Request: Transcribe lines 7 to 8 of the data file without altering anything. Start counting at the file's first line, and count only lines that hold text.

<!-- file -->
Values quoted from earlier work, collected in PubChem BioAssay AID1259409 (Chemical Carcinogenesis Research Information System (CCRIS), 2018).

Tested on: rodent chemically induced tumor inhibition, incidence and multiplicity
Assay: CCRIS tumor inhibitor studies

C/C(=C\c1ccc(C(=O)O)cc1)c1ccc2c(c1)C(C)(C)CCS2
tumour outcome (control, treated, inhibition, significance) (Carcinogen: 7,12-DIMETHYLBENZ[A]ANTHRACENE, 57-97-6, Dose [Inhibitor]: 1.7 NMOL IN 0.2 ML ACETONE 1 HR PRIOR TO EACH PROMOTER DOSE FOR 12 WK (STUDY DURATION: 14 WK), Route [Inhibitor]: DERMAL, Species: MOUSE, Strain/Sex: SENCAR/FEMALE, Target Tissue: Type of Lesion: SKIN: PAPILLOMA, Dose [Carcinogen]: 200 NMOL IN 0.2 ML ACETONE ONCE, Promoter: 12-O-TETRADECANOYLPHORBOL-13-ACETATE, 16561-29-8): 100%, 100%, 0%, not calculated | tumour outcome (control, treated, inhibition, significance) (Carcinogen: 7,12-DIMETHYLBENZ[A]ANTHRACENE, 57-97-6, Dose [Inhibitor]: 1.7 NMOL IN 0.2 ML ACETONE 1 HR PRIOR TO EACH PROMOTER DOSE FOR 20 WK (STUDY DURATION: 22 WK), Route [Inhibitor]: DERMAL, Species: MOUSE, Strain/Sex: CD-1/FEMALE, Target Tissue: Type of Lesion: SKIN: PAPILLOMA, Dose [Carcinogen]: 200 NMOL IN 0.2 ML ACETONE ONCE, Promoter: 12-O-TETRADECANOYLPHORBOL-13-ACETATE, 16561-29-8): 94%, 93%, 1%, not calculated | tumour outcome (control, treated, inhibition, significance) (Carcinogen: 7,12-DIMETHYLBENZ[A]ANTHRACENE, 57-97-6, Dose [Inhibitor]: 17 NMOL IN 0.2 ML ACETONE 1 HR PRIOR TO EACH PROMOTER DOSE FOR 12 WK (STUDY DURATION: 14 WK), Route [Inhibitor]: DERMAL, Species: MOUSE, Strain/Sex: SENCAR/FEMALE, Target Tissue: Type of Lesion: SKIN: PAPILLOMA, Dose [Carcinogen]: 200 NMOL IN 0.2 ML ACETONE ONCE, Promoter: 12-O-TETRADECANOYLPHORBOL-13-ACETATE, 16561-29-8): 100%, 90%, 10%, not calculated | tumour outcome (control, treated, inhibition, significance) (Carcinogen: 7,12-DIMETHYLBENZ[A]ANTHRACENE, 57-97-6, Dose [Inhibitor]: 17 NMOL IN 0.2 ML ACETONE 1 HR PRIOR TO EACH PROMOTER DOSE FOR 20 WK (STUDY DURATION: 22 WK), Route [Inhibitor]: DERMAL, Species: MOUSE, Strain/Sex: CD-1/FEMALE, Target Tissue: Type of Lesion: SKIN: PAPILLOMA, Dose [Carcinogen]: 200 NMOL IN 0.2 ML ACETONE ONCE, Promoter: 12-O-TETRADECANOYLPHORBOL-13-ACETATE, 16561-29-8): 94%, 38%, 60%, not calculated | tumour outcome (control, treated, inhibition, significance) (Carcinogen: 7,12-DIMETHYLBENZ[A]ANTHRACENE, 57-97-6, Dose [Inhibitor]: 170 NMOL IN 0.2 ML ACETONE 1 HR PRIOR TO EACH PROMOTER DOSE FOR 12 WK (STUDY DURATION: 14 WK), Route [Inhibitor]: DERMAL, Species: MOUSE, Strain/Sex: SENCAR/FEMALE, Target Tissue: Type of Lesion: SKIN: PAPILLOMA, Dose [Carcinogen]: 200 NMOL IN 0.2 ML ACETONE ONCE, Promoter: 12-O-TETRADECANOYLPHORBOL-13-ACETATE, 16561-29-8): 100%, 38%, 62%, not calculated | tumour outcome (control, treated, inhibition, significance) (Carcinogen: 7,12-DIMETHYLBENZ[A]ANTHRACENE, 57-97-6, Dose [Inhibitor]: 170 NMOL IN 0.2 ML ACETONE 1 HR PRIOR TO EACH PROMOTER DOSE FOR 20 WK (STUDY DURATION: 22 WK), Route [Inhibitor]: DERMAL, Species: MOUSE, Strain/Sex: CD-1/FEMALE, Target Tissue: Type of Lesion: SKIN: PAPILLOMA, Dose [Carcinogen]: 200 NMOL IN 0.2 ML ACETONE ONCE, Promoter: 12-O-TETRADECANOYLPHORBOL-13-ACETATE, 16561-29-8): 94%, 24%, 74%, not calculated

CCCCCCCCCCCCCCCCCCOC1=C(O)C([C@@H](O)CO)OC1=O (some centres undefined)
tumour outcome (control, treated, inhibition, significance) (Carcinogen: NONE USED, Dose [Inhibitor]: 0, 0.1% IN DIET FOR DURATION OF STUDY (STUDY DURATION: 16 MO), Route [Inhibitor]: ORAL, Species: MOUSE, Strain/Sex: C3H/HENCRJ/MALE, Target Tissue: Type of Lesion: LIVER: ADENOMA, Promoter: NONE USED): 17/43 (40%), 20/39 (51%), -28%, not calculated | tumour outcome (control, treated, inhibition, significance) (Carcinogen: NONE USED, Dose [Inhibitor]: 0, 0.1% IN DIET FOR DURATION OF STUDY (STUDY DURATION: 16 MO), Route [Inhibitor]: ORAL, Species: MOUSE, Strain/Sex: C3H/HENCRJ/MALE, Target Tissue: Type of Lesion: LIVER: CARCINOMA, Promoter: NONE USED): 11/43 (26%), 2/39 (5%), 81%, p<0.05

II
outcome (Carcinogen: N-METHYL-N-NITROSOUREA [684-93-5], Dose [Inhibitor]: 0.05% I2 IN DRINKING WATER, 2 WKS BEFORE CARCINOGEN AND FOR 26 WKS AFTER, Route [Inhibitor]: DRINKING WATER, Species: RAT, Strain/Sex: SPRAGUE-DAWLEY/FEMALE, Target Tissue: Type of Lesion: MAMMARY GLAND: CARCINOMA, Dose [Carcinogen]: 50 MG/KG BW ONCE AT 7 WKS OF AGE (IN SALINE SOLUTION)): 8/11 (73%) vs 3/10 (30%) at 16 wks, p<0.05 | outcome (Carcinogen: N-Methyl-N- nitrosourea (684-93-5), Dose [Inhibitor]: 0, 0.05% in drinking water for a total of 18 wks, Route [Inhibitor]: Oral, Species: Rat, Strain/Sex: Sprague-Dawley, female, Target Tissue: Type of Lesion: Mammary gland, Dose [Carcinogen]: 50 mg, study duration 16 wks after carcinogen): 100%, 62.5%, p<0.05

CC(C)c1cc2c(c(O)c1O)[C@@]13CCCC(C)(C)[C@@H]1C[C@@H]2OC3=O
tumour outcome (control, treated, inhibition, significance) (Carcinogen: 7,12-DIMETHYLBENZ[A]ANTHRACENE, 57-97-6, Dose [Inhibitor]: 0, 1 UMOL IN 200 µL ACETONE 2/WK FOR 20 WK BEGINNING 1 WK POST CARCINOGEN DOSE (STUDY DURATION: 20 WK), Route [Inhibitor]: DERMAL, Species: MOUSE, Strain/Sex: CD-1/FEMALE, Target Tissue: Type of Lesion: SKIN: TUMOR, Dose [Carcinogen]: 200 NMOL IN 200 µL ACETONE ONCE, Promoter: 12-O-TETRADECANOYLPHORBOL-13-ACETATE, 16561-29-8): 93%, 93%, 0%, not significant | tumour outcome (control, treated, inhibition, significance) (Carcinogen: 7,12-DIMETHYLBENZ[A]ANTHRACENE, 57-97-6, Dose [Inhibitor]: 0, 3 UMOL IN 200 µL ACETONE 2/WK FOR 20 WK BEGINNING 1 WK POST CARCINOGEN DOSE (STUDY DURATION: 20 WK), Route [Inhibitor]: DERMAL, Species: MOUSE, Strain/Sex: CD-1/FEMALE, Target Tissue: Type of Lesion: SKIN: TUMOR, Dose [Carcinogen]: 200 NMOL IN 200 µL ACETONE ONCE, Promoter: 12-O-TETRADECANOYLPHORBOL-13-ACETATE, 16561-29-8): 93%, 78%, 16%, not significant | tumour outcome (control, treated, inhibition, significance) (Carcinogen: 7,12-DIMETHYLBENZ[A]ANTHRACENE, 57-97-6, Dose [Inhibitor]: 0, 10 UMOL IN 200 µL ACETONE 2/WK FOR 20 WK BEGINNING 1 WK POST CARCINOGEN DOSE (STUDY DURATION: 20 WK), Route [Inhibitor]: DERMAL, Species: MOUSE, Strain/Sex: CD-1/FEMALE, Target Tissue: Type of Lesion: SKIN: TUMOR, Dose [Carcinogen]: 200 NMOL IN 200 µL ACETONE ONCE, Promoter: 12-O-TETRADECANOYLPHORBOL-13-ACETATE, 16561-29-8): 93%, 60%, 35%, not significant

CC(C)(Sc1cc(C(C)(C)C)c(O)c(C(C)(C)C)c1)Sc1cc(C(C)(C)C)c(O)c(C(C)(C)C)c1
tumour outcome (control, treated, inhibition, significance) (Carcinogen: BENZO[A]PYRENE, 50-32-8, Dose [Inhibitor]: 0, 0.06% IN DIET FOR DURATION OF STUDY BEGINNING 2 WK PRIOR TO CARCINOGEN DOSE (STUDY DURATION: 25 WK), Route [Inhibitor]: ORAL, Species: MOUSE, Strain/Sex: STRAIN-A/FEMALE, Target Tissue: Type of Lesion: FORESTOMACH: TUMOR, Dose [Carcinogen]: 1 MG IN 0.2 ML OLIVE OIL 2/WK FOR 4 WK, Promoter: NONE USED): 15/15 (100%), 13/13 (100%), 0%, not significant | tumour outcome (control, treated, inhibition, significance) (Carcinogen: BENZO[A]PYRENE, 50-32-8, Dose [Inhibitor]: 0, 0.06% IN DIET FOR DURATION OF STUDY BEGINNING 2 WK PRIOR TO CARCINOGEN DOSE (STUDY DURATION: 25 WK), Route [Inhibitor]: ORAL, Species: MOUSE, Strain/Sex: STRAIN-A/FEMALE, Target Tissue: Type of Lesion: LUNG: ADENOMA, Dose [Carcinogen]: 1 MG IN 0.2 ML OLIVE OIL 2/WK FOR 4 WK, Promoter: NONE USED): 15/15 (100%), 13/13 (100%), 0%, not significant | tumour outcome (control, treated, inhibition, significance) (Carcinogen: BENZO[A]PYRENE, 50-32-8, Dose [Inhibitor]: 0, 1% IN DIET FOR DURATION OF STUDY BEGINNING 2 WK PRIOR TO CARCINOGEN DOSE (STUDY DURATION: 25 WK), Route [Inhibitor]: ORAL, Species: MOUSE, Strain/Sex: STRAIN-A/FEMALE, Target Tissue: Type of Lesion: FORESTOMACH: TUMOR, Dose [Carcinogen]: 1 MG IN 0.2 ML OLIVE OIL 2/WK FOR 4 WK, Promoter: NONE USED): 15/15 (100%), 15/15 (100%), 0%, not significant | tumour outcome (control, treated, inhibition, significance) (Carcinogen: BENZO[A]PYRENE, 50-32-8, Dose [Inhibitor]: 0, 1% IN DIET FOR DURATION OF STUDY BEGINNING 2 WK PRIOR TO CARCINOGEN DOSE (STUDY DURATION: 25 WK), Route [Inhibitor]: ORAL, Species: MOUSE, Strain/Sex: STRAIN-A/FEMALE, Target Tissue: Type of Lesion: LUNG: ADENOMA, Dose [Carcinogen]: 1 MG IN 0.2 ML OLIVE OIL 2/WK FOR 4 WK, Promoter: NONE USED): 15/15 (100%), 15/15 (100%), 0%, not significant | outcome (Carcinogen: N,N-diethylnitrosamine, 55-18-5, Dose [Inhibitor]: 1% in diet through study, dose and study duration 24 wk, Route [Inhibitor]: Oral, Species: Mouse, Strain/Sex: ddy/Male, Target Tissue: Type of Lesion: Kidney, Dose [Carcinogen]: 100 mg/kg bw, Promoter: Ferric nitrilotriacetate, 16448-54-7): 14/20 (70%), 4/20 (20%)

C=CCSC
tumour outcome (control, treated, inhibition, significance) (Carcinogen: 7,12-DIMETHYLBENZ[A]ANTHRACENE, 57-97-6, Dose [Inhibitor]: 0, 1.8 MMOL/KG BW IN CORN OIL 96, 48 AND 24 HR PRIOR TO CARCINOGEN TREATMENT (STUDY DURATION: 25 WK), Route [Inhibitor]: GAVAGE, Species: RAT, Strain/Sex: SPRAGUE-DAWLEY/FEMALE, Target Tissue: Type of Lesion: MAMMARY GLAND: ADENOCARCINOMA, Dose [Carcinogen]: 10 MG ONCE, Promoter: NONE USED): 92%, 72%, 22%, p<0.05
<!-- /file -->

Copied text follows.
tumour outcome (control, treated, inhibition, significance) (Carcinogen: NONE USED, Dose [Inhibitor]: 0, 0.1% IN DIET FOR DURATION OF STUDY (STUDY DURATION: 16 MO), Route [Inhibitor]: ORAL, Species: MOUSE, Strain/Sex: C3H/HENCRJ/MALE, Target Tissue: Type of Lesion: LIVER: ADENOMA, Promoter: NONE USED): 17/43 (40%), 20/39 (51%), -28%, not calculated | tumour outcome (control, treated, inhibition, significance) (Carcinogen: NONE USED, Dose [Inhibitor]: 0, 0.1% IN DIET FOR DURATION OF STUDY (STUDY DURATION: 16 MO), Route [Inhibitor]: ORAL, Species: MOUSE, Strain/Sex: C3H/HENCRJ/MALE, Target Tissue: Type of Lesion: LIVER: CARCINOMA, Promoter: NONE USED): 11/43 (26%), 2/39 (5%), 81%, p<0.05

II